Well, it looks like there are going to be some minor delays when it comes to the release of my new book. The reason? The proofs never got here. Do I even have to say that I am more than a little frustrated?
As I prepare to release another book I find myself grappling once more with the question of what to do about e-books, a question that becomes more relevant with each and every passing day, as more and more readers eschew the printed world altogether to switch to electronic versions instead. The thing is that while a part of me would love to join this trend, there is another one that can’t help but to hesitate.
To begin with there is the fact of just how fragmented this market happens to be. You can choose a publisher, have your book printed and distributed by signing a single contract in such a way that you know what you are getting, but when it comes to e-books each bookstore requires what amounts to a different agreement, with most outlets claiming for themselves the right to modify the terms of the agreement. This creates a maze of shifting legalese few self-published authors can realistically hope to untangle, or even keep track of, where the possibility that the evolving contracts would at some point collide with each other cannot be entirely ruled out… and the more distribution options you seek, the higher that risk becomes. Continue reading E-publishing and the race to the bottom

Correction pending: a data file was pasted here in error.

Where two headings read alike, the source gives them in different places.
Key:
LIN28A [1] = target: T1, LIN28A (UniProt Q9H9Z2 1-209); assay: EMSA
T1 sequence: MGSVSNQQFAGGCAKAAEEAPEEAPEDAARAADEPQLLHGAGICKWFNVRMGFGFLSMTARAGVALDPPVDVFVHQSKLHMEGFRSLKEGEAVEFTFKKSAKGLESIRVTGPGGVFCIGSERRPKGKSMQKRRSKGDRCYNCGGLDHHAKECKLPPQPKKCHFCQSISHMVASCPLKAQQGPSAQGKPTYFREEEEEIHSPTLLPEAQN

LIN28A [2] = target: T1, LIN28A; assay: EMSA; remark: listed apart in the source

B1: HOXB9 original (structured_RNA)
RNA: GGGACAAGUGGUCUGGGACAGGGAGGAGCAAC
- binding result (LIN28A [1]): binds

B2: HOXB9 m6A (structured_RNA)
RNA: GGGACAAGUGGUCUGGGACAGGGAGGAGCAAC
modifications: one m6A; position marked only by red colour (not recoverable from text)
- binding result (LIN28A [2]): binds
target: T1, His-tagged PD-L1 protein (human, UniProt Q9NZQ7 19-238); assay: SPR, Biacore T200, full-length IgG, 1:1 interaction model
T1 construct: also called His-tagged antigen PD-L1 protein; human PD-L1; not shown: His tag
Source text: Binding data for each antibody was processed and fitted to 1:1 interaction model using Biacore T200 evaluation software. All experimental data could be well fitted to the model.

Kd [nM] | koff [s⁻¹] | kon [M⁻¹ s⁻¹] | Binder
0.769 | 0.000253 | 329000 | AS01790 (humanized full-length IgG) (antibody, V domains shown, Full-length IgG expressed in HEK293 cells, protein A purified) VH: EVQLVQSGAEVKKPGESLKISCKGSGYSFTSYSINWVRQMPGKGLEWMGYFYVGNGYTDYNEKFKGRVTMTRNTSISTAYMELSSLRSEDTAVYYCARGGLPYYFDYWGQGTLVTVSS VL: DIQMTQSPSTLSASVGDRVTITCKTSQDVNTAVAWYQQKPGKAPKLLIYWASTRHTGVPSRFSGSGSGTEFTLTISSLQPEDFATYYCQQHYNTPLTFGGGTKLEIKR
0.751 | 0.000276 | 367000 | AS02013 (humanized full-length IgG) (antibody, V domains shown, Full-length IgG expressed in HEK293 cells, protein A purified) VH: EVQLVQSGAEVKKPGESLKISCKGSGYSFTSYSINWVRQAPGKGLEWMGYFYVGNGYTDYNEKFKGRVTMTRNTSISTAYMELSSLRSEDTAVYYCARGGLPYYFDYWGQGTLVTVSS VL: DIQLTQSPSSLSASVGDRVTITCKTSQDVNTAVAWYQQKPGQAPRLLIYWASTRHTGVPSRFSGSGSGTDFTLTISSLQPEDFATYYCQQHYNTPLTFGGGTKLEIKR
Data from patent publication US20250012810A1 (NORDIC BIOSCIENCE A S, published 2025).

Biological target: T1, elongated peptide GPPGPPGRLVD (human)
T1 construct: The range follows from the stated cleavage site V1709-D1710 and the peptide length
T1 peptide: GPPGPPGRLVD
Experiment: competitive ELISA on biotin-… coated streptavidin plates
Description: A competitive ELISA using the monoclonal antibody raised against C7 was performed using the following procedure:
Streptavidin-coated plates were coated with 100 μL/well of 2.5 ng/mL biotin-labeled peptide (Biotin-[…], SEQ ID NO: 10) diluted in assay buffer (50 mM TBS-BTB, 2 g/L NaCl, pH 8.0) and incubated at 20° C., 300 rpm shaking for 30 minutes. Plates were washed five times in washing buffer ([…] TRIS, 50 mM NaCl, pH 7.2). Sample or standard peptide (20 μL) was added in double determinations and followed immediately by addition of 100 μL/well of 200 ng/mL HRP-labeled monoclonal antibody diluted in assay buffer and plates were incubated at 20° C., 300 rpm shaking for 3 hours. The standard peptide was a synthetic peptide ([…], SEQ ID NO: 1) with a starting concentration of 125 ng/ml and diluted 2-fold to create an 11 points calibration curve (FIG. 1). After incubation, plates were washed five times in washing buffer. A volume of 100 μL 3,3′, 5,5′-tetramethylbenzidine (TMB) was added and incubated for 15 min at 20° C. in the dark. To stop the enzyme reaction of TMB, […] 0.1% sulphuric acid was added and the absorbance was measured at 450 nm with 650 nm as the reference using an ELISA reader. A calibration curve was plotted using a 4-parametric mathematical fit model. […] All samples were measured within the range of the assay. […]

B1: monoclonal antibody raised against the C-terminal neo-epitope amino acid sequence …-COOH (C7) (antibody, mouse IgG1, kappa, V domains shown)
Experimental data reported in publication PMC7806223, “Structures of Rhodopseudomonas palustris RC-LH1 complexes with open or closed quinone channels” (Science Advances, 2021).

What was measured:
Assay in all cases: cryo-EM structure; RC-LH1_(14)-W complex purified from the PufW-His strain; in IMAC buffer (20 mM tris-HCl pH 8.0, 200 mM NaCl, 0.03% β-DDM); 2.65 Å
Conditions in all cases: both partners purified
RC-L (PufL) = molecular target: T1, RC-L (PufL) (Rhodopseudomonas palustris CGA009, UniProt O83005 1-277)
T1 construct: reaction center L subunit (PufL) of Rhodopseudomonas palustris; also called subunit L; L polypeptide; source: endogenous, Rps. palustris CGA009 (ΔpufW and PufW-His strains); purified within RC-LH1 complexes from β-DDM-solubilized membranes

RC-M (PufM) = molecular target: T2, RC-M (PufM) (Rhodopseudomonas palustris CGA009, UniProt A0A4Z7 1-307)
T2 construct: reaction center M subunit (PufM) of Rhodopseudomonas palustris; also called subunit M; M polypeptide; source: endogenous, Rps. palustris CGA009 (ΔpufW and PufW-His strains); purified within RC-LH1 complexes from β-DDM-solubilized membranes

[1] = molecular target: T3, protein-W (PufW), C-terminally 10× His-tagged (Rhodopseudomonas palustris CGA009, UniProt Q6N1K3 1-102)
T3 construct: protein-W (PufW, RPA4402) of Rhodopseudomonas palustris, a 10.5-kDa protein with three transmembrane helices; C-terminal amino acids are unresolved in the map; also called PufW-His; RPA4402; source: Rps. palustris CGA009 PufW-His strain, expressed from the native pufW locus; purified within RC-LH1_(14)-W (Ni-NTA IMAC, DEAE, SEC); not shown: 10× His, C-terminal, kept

And we are done! That project that was almost there the last time has officially crossed the finish line, including cover design and interior layout. That means that all that’s left to do is to wait for the proofs to get here, and then, if no major issues pop up, it will probably go live on November 2.
As for what that one is about: it’s a ghost story (hence the decision to release it on the Day of the Dead if at all possible). Will it sell?
Who knows? The truth is that I’m not particularly optimistic in that regard (not considering that I have a marketing budget of exactly $0.00, and would much rather be writing anyway), but I’m not particularly concerned about it either. Yes, being able to make ends meet would be great, but my needs are simple, and no matter what happens I had a blast writing it, so I’m just tossing another message in a bottle, waiting to see if someone -anyone- will pick it up…
Well, one/two of the five projects I have been trying to juggle are all but done (they are two versions of a single title, that’s the reason behind the iffy numbering. The English version is done, and the Spanish one has less than a week to go, though there are also some design issues that I’ll also have to take care of… still, the end is near). A second/third project (the one that was being a bit of a brat), has effectively been shoved to the back burner. It’s not happy about it, and at times I hear it grumble so I have to go in there and stir it a little to keep it from turning into a charred mess, but on the back burner it sits. Whether or not it will agree to stay there remains to be seen.
As for book three of Citlalli (that would be the third/fourth project depending on how one counts the one that is almost done), the first draft of that one is coming along nicely, and with a little luck it will be done before October is out… not that I don’t have half a dozen rounds of corrections to go, but I should have the rough draft by then.